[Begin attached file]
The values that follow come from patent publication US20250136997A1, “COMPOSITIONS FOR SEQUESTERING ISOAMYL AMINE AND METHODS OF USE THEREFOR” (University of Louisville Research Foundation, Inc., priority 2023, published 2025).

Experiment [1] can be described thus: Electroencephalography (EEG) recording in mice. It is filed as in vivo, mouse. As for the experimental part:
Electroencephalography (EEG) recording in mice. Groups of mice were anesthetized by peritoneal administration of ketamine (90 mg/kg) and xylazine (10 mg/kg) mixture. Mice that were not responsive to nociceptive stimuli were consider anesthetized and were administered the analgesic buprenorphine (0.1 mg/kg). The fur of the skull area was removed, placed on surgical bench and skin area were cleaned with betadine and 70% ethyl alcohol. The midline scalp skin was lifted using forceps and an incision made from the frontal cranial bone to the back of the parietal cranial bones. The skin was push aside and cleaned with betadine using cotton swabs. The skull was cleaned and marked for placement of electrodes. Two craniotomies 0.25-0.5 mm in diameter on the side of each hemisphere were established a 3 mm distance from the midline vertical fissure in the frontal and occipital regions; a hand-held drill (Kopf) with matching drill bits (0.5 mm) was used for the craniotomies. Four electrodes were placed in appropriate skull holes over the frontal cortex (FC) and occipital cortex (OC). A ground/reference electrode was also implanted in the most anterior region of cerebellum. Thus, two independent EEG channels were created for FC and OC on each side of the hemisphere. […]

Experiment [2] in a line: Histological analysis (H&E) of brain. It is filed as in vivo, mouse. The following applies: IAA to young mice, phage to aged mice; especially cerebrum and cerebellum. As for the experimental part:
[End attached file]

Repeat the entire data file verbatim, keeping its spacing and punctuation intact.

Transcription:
The values that follow come from patent publication US20250136997A1, “COMPOSITIONS FOR SEQUESTERING ISOAMYL AMINE AND METHODS OF USE THEREFOR” (University of Louisville Research Foundation, Inc., priority 2023, published 2025).

Experiment [1] can be described thus: Electroencephalography (EEG) recording in mice. It is filed as in vivo, mouse. As for the experimental part:
Electroencephalography (EEG) recording in mice. Groups of mice were anesthetized by peritoneal administration of ketamine (90 mg/kg) and xylazine (10 mg/kg) mixture. Mice that were not responsive to nociceptive stimuli were consider anesthetized and were administered the analgesic buprenorphine (0.1 mg/kg). The fur of the skull area was removed, placed on surgical bench and skin area were cleaned with betadine and 70% ethyl alcohol. The midline scalp skin was lifted using forceps and an incision made from the frontal cranial bone to the back of the parietal cranial bones. The skin was push aside and cleaned with betadine using cotton swabs. The skull was cleaned and marked for placement of electrodes. Two craniotomies 0.25-0.5 mm in diameter on the side of each hemisphere were established a 3 mm distance from the midline vertical fissure in the frontal and occipital regions; a hand-held drill (Kopf) with matching drill bits (0.5 mm) was used for the craniotomies. Four electrodes were placed in appropriate skull holes over the frontal cortex (FC) and occipital cortex (OC). A ground/reference electrode was also implanted in the most anterior region of cerebellum. Thus, two independent EEG channels were created for FC and OC on each side of the hemisphere. […]

Experiment [2] in a line: Histological analysis (H&E) of brain. It is filed as in vivo, mouse. The following applies: IAA to young mice, phage to aged mice; especially cerebrum and cerebellum. As for the experimental part: